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Alfred Roman, The military operations of General Beauregard in the war between the states, 1861 to 1865 10 0 Browse Search
George P. Rowell and Company's American Newspaper Directory, containing accurate lists of all the newspapers and periodicals published in the United States and territories, and the dominion of Canada, and British Colonies of North America., together with a description of the towns and cities in which they are published. (ed. George P. Rowell and company) 8 0 Browse Search
Frederick H. Dyer, Compendium of the War of the Rebellion: Regimental Histories 8 0 Browse Search
Emilio, Luis F., History of the Fifty-Fourth Regiment of Massachusetts Volunteer Infantry , 1863-1865 6 0 Browse Search
Rebellion Record: a Diary of American Events, Diary from December 17, 1860 - April 30, 1864 (ed. Frank Moore) 6 0 Browse Search
Brigadier-General Ellison Capers, Confederate Military History, a library of Confederate States Military History: Volume 5, South Carolina (ed. Clement Anselm Evans) 4 0 Browse Search
Thomas Wentworth Higginson, Massachusetts in the Army and Navy during the war of 1861-1865, vol. 1, Condensed history of regiments. 4 0 Browse Search
Francis Jackson Garrison, William Lloyd Garrison, 1805-1879; the story of his life told by his children: volume 1 4 0 Browse Search
Alfred Roman, The military operations of General Beauregard in the war between the states, 1861 to 1865 4 0 Browse Search
Harper's Encyclopedia of United States History (ed. Benson Lossing) 4 0 Browse Search
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Browsing named entities in Admiral David D. Porter, The Naval History of the Civil War.. You can also browse the collection for Mount Pleasant, Henry County, Iowa (Iowa, United States) or search for Mount Pleasant, Henry County, Iowa (Iowa, United States) in all documents.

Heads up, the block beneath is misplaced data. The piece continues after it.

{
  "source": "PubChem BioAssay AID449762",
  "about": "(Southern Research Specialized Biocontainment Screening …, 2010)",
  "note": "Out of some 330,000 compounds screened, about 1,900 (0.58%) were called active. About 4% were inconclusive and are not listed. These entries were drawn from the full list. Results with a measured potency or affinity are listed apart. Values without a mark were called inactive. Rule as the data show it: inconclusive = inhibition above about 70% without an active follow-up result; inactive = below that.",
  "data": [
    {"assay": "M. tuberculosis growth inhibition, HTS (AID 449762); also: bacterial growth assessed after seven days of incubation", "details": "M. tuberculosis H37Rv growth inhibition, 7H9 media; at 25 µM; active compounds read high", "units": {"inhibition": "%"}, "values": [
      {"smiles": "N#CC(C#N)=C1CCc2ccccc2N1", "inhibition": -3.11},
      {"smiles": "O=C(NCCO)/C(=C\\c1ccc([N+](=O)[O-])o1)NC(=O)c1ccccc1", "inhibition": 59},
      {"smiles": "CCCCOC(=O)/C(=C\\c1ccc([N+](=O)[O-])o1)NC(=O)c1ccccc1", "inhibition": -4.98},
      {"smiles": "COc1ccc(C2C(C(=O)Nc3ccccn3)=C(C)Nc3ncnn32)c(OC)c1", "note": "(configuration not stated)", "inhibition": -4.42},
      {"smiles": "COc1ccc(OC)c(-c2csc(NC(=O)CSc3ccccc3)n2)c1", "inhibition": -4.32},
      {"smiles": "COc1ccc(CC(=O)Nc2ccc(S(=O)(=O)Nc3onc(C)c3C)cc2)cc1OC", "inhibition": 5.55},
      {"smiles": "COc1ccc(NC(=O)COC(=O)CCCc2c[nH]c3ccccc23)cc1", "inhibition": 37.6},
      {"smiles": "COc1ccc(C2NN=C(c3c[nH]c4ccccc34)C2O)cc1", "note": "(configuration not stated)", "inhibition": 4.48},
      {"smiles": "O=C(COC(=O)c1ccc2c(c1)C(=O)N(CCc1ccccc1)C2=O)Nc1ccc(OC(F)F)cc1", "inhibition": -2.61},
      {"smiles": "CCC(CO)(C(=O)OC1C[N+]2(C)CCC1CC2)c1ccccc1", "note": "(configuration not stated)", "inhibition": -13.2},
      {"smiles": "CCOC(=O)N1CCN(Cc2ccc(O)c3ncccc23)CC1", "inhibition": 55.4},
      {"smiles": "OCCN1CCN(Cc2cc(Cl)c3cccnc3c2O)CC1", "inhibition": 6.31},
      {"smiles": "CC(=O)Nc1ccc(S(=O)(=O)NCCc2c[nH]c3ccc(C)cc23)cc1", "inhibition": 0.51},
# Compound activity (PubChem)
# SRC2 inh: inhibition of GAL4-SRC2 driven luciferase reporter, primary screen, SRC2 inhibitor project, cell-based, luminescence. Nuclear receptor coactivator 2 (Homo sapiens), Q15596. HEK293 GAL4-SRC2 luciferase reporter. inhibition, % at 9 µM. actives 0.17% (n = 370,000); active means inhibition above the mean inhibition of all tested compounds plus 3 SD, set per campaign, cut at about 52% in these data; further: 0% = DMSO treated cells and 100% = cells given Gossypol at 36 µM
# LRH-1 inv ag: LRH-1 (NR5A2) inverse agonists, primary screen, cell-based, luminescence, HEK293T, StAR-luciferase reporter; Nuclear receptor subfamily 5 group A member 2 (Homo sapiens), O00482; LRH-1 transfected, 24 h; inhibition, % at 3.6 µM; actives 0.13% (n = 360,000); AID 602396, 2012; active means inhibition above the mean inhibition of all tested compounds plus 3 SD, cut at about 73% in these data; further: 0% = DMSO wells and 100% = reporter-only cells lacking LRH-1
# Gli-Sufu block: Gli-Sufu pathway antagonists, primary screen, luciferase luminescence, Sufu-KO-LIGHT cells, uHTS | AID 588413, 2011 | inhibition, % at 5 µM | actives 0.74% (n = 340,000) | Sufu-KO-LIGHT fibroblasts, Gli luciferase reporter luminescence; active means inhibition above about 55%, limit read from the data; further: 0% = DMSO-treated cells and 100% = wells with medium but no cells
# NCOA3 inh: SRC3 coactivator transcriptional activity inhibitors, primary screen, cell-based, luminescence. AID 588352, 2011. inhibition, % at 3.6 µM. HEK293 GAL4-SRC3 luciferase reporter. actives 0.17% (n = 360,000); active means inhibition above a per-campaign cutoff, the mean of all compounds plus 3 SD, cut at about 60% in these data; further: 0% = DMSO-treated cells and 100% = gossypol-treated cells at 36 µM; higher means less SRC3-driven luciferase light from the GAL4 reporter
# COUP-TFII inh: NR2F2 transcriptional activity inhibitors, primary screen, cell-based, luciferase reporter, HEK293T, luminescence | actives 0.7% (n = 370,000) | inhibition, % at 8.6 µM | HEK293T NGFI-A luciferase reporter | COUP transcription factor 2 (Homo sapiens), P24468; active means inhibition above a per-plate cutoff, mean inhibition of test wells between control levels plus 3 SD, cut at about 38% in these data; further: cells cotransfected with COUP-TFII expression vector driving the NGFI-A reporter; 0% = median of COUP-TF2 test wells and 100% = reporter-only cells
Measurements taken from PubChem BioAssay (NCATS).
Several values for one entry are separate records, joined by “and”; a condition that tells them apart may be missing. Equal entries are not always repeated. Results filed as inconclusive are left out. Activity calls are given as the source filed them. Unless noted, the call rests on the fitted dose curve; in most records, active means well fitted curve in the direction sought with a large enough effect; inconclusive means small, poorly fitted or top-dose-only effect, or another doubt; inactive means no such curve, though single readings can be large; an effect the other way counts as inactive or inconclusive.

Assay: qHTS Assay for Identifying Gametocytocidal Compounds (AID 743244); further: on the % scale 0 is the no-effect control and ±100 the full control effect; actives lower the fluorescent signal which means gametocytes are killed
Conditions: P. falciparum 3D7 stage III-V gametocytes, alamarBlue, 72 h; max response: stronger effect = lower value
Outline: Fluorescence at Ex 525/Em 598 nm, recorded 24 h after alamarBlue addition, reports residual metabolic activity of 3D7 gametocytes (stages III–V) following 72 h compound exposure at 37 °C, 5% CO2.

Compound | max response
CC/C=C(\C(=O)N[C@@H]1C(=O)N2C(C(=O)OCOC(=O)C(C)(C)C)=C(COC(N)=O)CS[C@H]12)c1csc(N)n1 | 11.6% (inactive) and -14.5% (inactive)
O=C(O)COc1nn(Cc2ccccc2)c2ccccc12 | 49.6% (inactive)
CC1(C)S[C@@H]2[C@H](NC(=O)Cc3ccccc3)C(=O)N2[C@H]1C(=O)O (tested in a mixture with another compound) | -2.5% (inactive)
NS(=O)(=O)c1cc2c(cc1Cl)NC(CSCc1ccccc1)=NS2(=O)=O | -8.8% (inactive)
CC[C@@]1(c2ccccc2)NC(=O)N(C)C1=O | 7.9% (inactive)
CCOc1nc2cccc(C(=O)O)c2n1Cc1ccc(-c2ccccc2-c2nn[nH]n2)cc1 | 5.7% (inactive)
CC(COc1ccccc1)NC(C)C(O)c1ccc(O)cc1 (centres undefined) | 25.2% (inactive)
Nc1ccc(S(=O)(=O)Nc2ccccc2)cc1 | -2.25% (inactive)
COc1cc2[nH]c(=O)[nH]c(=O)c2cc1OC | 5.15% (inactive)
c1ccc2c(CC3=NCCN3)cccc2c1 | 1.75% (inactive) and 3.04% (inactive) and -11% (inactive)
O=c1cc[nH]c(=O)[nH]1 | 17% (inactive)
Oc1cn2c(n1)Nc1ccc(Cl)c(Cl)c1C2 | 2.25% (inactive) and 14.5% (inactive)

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Admiral David D. Porter, The Naval History of the Civil War., Chapter 52: operations about Charleston, 1865.--fall of Charleston, Savannah, etc. (search)
s replied with a few guns from Fort Moultrie, but as the night wore on their fire entirely ceased. In fact, the main body of the enemy's troops had evacuated Sullivan's Island at about 8 P. M., leaving about one hundred and fifty men to keep up a fire and delay the knowledge of the evacuation. On the morning of the 18th the anticipations of the Union forces that the Confederates were retreating from Charleston were confirmed. Acting-Master Gifford entered the harbor in a tug, and at Mount Pleasant met the Mayor of the city, who tendered the submission of the civil authorities to the Federal Government, and requested protection for the citizens and their property. Rear-Admiral Dahlgren was up the Stono River when he received a message that there were indications that the Confederates were retreating from Charleston, and he immediately proceeded in his flagship to the city which for four years had resisted the continued attacks of the Army and Navy, for the reason that its streng